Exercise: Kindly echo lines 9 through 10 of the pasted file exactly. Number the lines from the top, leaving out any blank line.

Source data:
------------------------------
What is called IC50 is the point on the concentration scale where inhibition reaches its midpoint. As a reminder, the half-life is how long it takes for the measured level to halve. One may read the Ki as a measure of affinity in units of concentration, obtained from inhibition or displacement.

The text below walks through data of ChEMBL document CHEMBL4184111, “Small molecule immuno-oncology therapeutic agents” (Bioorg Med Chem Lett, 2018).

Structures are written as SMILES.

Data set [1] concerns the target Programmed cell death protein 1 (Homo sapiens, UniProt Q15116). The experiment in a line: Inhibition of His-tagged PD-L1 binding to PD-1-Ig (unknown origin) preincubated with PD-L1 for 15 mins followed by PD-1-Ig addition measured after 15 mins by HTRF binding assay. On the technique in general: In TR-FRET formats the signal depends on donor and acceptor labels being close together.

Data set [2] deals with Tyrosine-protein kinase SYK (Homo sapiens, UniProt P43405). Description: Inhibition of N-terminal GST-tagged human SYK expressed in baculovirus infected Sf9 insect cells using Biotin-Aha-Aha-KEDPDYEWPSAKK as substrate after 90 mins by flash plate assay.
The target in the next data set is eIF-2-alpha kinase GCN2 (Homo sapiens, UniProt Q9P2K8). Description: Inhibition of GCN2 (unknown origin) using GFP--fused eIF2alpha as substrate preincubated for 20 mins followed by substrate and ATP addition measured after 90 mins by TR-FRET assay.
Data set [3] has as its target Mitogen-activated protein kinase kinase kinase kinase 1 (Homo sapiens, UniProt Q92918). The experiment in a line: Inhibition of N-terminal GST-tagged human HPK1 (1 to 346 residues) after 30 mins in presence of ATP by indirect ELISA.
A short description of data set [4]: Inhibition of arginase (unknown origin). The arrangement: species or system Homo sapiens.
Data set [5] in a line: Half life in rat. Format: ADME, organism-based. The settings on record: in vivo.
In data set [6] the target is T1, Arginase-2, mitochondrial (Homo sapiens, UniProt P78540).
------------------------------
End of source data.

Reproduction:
Data set [5] in a line: Half life in rat. Format: ADME, organism-based. The settings on record: in vivo.
In data set [6] the target is T1, Arginase-2, mitochondrial (Homo sapiens, UniProt P78540).